Wednesday, August 21, 2013

1093. Script for intern: Abscess: Closed pyometra & uterine torsion in an old Maltese

Wednesday August 21, 2013 was a bright sunny morning with blue skies and white clouds unlike yesterday when there was haze from the burning and slashing smoke in the forests of Sumatra. (Video). 

The lady owner brought the 15-year-old Maltese with a large left abdominal swelling for around 7 days to Toa Payoh Vets for surgery.

She had wanted to wait till tomorrow as she was busy. "Any further delay will result in the Maltese being toxic and decreasing her chance of survival on the operating table. Your dog had started eating yesterday because she was given antibiotic injection on Monday and is on antibiotic medication. So she felt better but this is only a respite from a painful death from septicaemia and toxaemia

"Her health will deteriorate as the left swollen uterine body is over-distended with pus and is going to burst like a swollen dam if you procrastinate. It may rupture and spill toxic contents into the abdomen, killing the dog painfully (Video of dog at first consultation at Toa Payoh Vets on Monday August 20, 2013. Subtitled "First consultation on Monday Aug 20, 2013").

During the first consultation, the lady asked about the chances of survival during the anaesthesia and surgery. "Less than 50%," I estimated. "The dog may just die on the operating table. The blood test showed a very low creatinine level which means that the kidneys are not functioning normally (image blood collection and blood tubes). The dog is very old and the heart and blood vessels may be weak due to old age.

This informed consent of risks of anaesthesia caused the owner much concern for some reasons. "What am I supposed to do?" she asked me. "What will you advise? Your professional advice."

"You have no choice but to take the risk and operate. I had advise you to spay her when she was younger and had false pregnancy, this situation would not occur."
"She is my daughter's dog and so there was no decision to spay her. Now I am taking care of her."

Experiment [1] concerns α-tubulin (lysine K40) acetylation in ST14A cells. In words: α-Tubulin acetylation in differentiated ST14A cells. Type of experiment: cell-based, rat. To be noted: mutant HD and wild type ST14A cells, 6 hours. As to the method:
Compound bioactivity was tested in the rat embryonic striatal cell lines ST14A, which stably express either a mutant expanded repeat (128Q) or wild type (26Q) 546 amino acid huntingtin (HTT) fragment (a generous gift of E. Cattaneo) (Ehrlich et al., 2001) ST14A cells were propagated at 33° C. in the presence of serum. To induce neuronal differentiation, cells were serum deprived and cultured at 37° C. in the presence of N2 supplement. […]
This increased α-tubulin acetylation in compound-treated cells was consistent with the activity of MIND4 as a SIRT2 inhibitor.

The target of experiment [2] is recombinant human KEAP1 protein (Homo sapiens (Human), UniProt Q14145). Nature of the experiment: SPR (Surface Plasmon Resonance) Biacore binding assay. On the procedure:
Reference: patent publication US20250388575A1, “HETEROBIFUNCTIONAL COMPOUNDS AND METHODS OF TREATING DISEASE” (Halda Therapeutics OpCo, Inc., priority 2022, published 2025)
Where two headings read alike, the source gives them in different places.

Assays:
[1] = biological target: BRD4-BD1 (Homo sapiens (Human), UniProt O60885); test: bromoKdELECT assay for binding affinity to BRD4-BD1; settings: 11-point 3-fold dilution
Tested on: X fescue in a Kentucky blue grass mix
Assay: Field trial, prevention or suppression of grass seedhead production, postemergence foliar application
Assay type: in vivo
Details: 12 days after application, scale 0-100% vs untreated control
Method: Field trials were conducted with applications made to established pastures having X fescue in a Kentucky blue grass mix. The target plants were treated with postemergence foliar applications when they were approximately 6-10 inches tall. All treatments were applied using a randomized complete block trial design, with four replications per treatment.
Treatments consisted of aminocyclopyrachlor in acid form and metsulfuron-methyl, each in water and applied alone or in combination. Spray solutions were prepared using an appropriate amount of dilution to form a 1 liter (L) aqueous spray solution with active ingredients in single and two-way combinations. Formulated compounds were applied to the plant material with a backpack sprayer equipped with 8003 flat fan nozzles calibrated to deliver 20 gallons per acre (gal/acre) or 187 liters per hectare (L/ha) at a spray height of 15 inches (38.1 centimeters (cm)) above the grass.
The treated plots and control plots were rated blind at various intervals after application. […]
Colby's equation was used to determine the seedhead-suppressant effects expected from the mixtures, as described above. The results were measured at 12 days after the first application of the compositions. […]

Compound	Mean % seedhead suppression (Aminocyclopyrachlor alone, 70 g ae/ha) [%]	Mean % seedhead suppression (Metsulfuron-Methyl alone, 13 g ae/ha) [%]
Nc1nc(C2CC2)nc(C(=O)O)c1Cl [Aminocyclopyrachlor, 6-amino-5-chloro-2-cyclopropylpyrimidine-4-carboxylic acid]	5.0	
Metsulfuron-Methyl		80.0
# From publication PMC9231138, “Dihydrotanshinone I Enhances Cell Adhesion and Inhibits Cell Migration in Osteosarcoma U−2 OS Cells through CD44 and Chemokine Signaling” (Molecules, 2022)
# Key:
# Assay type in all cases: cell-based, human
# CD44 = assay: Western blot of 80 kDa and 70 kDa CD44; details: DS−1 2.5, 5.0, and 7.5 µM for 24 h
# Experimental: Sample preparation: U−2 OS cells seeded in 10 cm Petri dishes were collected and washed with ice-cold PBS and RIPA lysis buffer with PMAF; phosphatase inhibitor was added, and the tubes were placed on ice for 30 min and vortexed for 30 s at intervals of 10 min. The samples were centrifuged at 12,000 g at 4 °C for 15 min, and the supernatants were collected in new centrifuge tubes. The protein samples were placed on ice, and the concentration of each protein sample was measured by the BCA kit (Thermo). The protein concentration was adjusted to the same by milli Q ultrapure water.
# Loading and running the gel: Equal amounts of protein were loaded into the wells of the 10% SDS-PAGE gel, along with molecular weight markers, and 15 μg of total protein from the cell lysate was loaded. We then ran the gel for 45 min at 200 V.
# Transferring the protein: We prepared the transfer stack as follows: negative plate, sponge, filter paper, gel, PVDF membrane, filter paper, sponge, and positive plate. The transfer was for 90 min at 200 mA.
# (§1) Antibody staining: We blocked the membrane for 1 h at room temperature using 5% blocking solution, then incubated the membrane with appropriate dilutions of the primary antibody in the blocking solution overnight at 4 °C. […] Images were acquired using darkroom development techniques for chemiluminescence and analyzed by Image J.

The elderly slim lady had wanted proof that the dog was correctly diagnosed as closed pyometra and so I got X-rays done. These confirmed a large left uterine swelling (X-ray images) in addition to the blood test. The blood test did not show an abnormal increase in total white cell count as is common in pyometra but the neutrophils were higher (image of blood test report)), showing that the body was mobilising the anti-bacterial cells. 

The cervix had closed and so the pus was not discharged from the vagina (illustration). So the left uterine horn accumulated more and more pus, swelling to a formidable size of the largest sausage ever seen in the supermarket.  This is a case of closed pyometra and surgery to remove it is the only chance for her to recover." It seems like hard sell as I followed up with this owner whose dog had come for vaccination and dental work since 2005 (image of treatment).

Video of Singapore scenes as 2 days passed (Monday to Wednesday) as the owner could not decide.
The owner arrived at 11 am.
"To be frank with you, I don't like to do such surgeries," I said to the owner as I re-examined the dog. The dog wanted to bite when her abdomen was touched. This was very painful.
"It is such a high anaesthetic risk. The dog may just die in the middle of surgery possibly due to heart failure as she is equivalent to 105 years old person and the heart will not be that strong as a younger dog."

"This surgery needs to be completed very fast." I implied that a faster surgery would reduce the aneasthetic exposure duration and therefore lowering the risk of death. 

"Let Dr Daniel do it," the owner probably misconstrued that a fast operating surgeon is not good for her dog as surgery would not be complete. Speed, Accuracy & Completeness are essential for good surgery. But in this very old dog, speed is predominant. Of course, Accuracy & Completeness are also important. For a speedy surgery, an older vet will be speedier owing to more years of experience. So, I decided to do it.

SURGERY AND ANAESTHESIA
The old dog was an IV drip. Then she was given isoflurane + oxygen gas by mask. She was intubated. The surgery threw up some surprises as this was a case of closed pyometra and uterine torsion of the left uterine body. Images.

Haemoabdomen - This case - Red blood >300 ml was seen inside the abdomen when I made an insicion into the linea alba. Where's the source of bleeding?  "Peritonitis?" Dr Daniel said.

A brown kidney shaped structure 50% as big as a man's clenched fist was first seen. Monstrous size.   "Could this be a kidney with a large tumour?" I asked. Yet it was loose and free to move about unlike the usual fixed kidney. "It is uterine torsion," Dr Daniel said.

Omental sealed structure. The omental fat wrapped around this structure making it difficult to isolate it and take it out.  The fat seemed to have glued to this structure. What to do? I clamped with 2 artery forceps and cut in between. This separated the structure from other organs like spleen and stomach.

Spleen has splenic abscess (see video).

UPDATE ON AUG 24, 2013
3rd day. OK as she is eating all food. Owner came with adult daughter yesterday to visit as I had complained that the daughter did not visit the rabbit which was originally her pet.Will stay for 7 days as she will jump at home, causing stitch breakdown.












 








 

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